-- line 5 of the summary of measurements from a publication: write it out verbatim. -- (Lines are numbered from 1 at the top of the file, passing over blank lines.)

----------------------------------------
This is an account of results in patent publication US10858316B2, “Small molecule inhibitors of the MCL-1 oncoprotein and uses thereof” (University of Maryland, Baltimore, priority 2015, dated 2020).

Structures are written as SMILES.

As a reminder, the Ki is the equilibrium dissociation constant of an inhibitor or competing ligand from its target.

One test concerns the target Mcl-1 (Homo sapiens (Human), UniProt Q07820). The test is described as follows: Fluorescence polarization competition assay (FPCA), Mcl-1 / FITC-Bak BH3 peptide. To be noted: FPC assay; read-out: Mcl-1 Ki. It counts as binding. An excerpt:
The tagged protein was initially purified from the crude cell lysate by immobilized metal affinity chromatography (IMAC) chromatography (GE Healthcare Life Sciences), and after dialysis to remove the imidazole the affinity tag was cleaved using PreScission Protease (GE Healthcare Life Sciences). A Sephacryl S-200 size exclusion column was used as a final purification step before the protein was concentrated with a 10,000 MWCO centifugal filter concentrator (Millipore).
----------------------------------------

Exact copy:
The tagged protein was initially purified from the crude cell lysate by immobilized metal affinity chromatography (IMAC) chromatography (GE Healthcare Life Sciences), and after dialysis to remove the imidazole the affinity tag was cleaved using PreScission Protease (GE Healthcare Life Sciences). A Sephacryl S-200 size exclusion column was used as a final purification step before the protein was concentrated with a 10,000 MWCO centifugal filter concentrator (Millipore).